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The subject proposed. Invocation of the Holy Spirit. The poem opens with John baptizing at the river Jordan. Jesus coming there is baptized; and is attested by the descent of the Holy Ghost, and by a voice from heaven, to be the Son tit Cine Satan, who is present, upon this immediately flies un into the regions of the air; where, summoning his infernal council, he acquaints them them with his apprehensions that Jesus is that seed of the woman destined to destroy all their power, and points out to them the immediate necessity of bringing the matter to proof, and of attempting, by snares and fraud, to counteract and defeat the person from wnoin they have so much to dread. This office he offers himself to undertake; and, his offer being accepted, sets out on his enterprise. In the meantime in the assembly of holy angels, declares that he has given up his Son to be tempte by Satan; but foretells that the tempter shall be completely defeated by him: upon which the angels sing a hymn of tri umph. Jesus is led up by the Spirit into the wilderness, while he is meditating on the commencement of his great ffice of Saviour of mankind. Pursuing his meditation he parrates, in a soliloquy, w what divine and philanthropic im pulses he had felt from his early youth, and how his mother Mary, on perceiving these dispositions in him, had acquainted him with the circumstances of his birth, and informed him that he was no less a person than the Son of God; to which he adds what his own inquiries and reflections had supplied in confirmation of this great truth, and particular ly dwells on the recent attestation of it at the river Jordan Our Lord passes forty days, fasting, in the wilderness where the wild beasts become mild and harmless in his prewith our Lord, wondering what could have brought him alone into so dangerous a place, and at the same time professing to recognize him for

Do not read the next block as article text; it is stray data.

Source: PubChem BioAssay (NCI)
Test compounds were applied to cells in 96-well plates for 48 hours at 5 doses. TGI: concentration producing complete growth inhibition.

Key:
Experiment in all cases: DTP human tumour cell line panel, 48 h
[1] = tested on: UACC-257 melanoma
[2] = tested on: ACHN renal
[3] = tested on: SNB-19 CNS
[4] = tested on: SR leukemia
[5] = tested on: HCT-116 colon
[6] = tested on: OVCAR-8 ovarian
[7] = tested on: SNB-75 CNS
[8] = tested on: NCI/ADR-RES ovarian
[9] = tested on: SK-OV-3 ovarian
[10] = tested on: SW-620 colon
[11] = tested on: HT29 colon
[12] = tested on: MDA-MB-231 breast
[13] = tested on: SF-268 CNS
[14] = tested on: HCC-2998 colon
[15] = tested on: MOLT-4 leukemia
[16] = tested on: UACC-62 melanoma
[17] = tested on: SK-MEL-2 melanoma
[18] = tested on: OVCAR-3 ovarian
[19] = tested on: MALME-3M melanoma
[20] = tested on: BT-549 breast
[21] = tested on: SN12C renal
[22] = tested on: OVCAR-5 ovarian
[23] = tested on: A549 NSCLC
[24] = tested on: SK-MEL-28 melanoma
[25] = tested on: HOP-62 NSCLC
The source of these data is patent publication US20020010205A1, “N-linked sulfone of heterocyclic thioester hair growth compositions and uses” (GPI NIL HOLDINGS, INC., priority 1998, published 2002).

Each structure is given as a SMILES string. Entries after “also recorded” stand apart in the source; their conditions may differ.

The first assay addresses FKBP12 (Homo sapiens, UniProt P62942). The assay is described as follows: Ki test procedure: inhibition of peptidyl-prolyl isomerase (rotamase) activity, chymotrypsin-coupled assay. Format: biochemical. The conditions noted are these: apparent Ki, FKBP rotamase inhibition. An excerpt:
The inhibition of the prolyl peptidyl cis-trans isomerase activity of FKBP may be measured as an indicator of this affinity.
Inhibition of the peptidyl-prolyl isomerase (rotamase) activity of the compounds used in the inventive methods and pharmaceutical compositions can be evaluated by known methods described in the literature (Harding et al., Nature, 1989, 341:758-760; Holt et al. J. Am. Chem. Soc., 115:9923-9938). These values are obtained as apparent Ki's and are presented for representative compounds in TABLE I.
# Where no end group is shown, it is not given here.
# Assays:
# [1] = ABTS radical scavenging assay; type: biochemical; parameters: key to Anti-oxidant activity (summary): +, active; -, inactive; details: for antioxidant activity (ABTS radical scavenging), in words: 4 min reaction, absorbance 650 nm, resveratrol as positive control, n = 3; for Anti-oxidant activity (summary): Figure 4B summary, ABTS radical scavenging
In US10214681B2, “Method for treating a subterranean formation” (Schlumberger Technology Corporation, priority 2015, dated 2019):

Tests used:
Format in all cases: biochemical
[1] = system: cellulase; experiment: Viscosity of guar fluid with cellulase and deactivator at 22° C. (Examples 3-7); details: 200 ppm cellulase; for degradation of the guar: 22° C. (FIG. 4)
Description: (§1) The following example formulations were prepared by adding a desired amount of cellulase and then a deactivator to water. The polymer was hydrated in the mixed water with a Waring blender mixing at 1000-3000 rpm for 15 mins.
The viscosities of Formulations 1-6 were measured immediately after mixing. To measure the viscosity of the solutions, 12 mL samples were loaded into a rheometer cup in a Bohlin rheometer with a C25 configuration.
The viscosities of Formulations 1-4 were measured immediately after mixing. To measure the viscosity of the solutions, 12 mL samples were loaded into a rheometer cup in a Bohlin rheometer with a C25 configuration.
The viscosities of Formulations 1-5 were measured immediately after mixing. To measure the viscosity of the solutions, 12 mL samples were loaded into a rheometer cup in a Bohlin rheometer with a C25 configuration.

Satan now a disccer the form of an old pea
with a description of the difficulty of supporting life in the wilderness; and entreats Jesus, if he be really the Son of God, to manifest his divine power by changing some of the stones into bread. Jesus reproves him, and at the same time tells him that he knows who he is. Satar instantly
avob a to resusda ni bus b'nego novas
avows himself, and offers an artful apology for himseif and his conduct. Our blessed Lord-severely reprimands him, and refutes every part of his justification. Satan, with much semblance of humility, still endeavours to justify himself; and professing his admiration of Jesus, and his regard for virtue, requests to be permitted, at a future time, to hear more of his conversation; but is answered, that this mus be as he shall find permission from above. Satan then dis appears, and the book closes with a short description night coming on in the desert.
I, WHO erewhile the happy garden sung
By one man's firm obedience fully tried
And Eden rais'd in the waste wilderness.
Thou Spirit, who ledd'st this glorious eremite nto the desert, his victorious field,
Against the spiritual foe, and brought'st him thence
With prosperous wing full summ'd, to tell of deeds
And unrecorded left through many an age;
Now had the great proclaimer, with a voice